In situ microscopy


Charge and heat transport in graphene nanostructures depend critically on their atomistic details. We combine cryogenic transport measurements with a wide range of in situ methods, including transmission electron microscopy and scanning thermal microscopy, to investigate the microscopic origins of effects such as Fabri-Pérot interference, Peltier heating/cooling and Franck-Condon blockade.

Transmission electron microscopy Graphene-based nanoscale quantum devices are an ideal platform for molecular electronics, advanced sensing, and understanding quantum phenomena. A key challenge to their realization is the understanding of the atomic and molecular configuration of the system and particularly how this influences the stability, sensitivity, and capability of the devices. To address this challenge, we have developed a high-yield process to fabricate suspended graphene nanodevices compatible with low-voltage aberration-corrected scanning transmission electron microscopy (AC-STEM) and to correlate atomic-scale characterization with quantum transport measurements obtained from the same devices.

Scanning thermal microscopy Nanostructuring can strongly alter the thermoelectric properties of materials. We use a scanning thermal microscope (SThM) to  map the spa­tial dependence of nanoscale heating and cooling resulting from the electrical current  flowing through an active device. By heating the SThM tip and measuring the voltage drop over the global contacts, we can also map the thermovoltage  of the same device. Both the Seebeck and Peltier coefficients can be mapped with a lateral resolution of tens of nanometres.

Quantum transport in nanoscale electronic devices


Electron transfer is perhaps the most ubiquitous molecular process, and has received a constant attention for nearly a century. Single-molecule transistors provide an exciting platform for studying electron transfer mechanism under conditions that are inaccessible in other experimental setups, and on a scale of individual molecules. We study charge transport through atomic- and molecular-scale  transistors to uncover the quantum mechanical nature underlying charge and heat transport.

Quantum interference A key feature of electron transport through atomic- and molecular-scale nanostructures is the appearance of transport resonances associated with quantum interference. Examples include Breit–Wigner resonances, multipath Fabry–Pérot resonances, and Fano resonances. We study quantum interference in electroburnt graphene nanoconstrictions, top-down fabricated silicon nanowires, and single-molecule transistors.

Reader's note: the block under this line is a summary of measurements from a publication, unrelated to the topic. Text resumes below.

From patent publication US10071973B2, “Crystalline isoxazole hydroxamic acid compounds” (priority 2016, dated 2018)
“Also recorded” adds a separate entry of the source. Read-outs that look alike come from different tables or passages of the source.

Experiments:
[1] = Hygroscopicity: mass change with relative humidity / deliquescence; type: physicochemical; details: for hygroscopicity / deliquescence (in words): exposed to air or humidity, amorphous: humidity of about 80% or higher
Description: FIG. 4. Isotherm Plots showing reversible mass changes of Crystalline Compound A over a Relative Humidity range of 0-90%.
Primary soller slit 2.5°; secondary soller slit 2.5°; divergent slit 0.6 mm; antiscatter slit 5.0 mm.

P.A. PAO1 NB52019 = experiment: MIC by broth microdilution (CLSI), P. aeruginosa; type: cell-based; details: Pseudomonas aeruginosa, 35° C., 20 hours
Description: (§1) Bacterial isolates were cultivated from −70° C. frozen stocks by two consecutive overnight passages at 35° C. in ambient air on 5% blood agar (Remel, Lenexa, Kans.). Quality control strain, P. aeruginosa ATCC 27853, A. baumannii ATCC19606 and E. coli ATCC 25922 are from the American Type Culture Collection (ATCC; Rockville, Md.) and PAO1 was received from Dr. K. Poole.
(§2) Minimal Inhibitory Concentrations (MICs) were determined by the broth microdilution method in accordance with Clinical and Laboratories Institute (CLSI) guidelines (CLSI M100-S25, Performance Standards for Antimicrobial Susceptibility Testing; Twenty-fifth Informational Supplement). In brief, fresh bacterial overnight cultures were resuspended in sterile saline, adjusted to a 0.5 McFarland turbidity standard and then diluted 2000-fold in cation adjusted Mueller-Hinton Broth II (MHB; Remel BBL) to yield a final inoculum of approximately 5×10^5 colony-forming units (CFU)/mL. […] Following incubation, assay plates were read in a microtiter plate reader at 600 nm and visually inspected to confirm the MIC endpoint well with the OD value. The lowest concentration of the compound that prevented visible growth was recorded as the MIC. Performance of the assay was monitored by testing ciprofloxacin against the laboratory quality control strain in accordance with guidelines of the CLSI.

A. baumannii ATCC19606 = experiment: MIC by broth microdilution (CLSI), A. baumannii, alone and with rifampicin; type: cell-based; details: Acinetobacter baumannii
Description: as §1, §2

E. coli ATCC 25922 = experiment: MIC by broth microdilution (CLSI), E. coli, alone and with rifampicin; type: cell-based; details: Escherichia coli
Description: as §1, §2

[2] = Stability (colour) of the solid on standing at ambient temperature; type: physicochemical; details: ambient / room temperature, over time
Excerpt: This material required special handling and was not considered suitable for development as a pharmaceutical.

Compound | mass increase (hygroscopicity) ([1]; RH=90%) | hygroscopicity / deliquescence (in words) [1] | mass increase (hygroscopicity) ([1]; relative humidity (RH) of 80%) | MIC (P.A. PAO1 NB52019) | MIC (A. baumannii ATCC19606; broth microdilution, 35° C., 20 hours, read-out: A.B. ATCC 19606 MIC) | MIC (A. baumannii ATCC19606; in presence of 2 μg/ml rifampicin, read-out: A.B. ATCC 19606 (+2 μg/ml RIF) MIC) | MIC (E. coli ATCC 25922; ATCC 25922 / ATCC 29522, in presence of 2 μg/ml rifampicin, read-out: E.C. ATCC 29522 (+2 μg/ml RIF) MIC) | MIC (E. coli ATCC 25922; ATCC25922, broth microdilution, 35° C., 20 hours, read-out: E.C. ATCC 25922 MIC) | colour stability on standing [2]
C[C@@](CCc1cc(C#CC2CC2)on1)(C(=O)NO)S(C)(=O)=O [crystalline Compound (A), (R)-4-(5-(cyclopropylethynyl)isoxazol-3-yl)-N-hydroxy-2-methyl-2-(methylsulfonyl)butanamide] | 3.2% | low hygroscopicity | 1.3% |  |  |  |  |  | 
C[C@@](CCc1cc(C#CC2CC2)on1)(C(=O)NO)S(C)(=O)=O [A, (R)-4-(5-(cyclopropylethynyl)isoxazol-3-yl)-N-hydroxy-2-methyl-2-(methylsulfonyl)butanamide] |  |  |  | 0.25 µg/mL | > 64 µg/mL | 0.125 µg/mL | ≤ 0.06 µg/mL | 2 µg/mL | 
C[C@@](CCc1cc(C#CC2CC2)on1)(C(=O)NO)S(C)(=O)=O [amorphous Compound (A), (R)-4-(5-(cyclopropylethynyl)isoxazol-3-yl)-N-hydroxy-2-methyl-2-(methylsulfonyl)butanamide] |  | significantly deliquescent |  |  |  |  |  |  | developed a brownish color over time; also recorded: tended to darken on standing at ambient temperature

Electron-phonon coupling Coupling between electronic and vibrational degrees of freedom in single-molecule devices can lead to transport properties very different from those of metal/semiconductor nanostructures. Charge transfer can excite vibrational modes, or phonons, and strong electron–phonon coupling leads to suppression of tunnel current at low bias voltages – so-called Franck-Condon blockade. Analogous to exciton transport in vivo (which has attracted a great deal of attention in the nascent field of quantum biology) vibrational interactions in molecular systems can also significantly enhance the efficiency of charge transport.

Heat-to-electricity conversion Conventional heat engines convert a temperature difference into mechanical work. Similarly, molecular heat engines use quantum transport to turn a thermal energy into electrical power. Nanoscale heat engines are small and do not have any moving parts, therefore they are ideal for low-power applications. We can measure the thermoelectric power conversion of a single molecule or graphene quantum dot device. The energy conversion rates achieved in these devices can be tuned close to the theoretical limit by carefully engineering the electronic energy levels, thus providing a viable pathway towards on-chip cooling and energy harvesting for quantum technologies.

Graphene-based molecular biosensing

Untitled-5Nanoscale biosensor technologies hold the promise of revolutionizing techniques ranging from biological interfaces to rapid pathogen detection to enabling DNA data storage.  With high accuracy, sensitivity, and affordability, these sensors are predicted to drive a shift to personalized medicine and rapid diagnostics in real-time anywhere in the world. We are utilizing graphene as the active component for scalable tunneling sequencing methods.